How can a parking garage be integrated with the surrounding streetscape, as well as serving a greater purpose for all those not using it to accommodate their car? To be a welcome addition to an area, as opposed to a large chunk of nothing that you pass by as quickly as possible. Poor But Beautiful is looking for solutions to this problem. The challenge of the competition is to design a multi-storey parking garage in the Hudson Yards Redevelopment Area in Manhattan, NYC. The structure should house at least 250 parking spaces.
1st prize – Parking Tower by Jonathan Benner and John Bassett
CONCEPT: The continued development of Midtown West from an industrial neighborhood into a viable business district has left the area lacking in amenities such as food services and outdoor public areas for lunch. The Farmer’s market at the base of the building provides an ideal location for the business community to find fresh dining alternatives.
A roof garden at the top of the garage is a sanctuary where people can retreat to high above the traffic and noise of the street. The stepped nature of the garden provides a space that is protected from the wind but open to the sky giving the enclosure the feeling of an outdoor room.
JURY’S COMMENTS: Parking Tower responds perfectly to the brief by considering “experience of space” as the alternate programmatic use. Although there is a roof garden at the top and a farmers market at the bottom, it is the more intangible gateway idea – and the convincing way it’s visualized – that becomes the main secondary feature.
The play between the slender floor slabs and the heavy top is beautifully designed and the visualizations show a very believable structure – engineering and architecture melt together. Internally, the staircases are amazing spaces, and would surely provide not only a transitional space between driving and walking, but also an opportunity of tranquillity and reflection.
Its overall appeal is strengthened by the fact that it does not rely on technological feats like car elevators – keeping all fictional running costs to a minimum. Presentation-wise everything is very well tied together, and helps conveying a feeling of grandeur.
2nd prize – Park your Soul in Heaven by Pedro Martins, Ana Santos and Miguel Pereira
JURY’S COMMENTS: At a first glance, Park your Soul in Heaven has a fairly general approach of dealing with cars, by hiding them rather than addressing the issue more directly. But at a closer look, it relates to cars and urbanisation on a much larger scale, and over a longer time-frame, by drawing on the notion that cars have, by being a crucial part of how modern cities are shaped, forced cemeteries out of cities.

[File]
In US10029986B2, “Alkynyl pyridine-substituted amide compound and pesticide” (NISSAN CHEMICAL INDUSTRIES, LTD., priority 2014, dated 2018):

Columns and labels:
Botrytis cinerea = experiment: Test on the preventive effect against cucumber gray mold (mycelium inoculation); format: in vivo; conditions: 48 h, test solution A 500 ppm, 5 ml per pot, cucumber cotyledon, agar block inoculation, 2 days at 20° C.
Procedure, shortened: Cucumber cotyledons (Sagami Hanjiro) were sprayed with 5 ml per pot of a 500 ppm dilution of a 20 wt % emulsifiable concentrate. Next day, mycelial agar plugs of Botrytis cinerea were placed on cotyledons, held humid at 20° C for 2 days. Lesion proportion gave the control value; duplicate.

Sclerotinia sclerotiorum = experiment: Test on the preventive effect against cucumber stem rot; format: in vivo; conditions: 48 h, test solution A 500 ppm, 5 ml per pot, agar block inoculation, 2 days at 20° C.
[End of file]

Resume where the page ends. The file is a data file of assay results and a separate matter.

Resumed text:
Additionally, it makes an interesting point in times when traditional methods of burial and memorial, using vast areas of land, are coming to an end as the world population (and numbers of deceased) continues to expand: a new vision for commemorating our dead is required.
Park your Soul in Heaven helps to place this in a context that prevents it from coming across as morbid, and sets up a dialogue about dealing with death in the future.
While the two programs are physically separated from each other, they are tied together not only by their theoretical relation, but also through their uncluttered and contained design, where the columbarium distinguishes itself with a softer, warmer feel.
The slim arches supporting the top volume lends a dignified air to the ceremonial space. The clear diagrams explain structure and concept convincingly, and sit well among the renderings.
3rd prize – The Community Actuator by Manson Fung
JURY’S COMMENTS: This is a concept that looks beyond the car, and proposes a way of using the building both with and without vehicles.
It is especially interesting at a point in time when the automobile is facing more and more criticism, and many cities are seeking to reduce the use and dependence of cars.
The approach of treating all spaces in the same manner would lead to the composition of the building changing over time – based on how the tenants decide to utilize the compartments – and by doing so puts a finger on the possibilities/issues with the vast areas (in central New York City) that would become available if the car gave way to other uses.
The pragmatic way of stacking and shifting the volumes gives the building a dynamic look and feel, and the almost filigree structure makes you think of Crystal Palace – a legion of delicate structure forming an overall volume that is both confident and considerate.
Everything is well explained, and the lightness of the board layout mirrors that of the building.
Honorable mention – High Line Cinemas by Will Fu and Logan Steele
Honorable mention – Park(ing) by My-Linh Pham
Honorable mention – Soundpark Jochen Kreuter, Joscha Treeck, Jakob Braun and Sebastian Haumer
Source: COMBO COMPETITIONS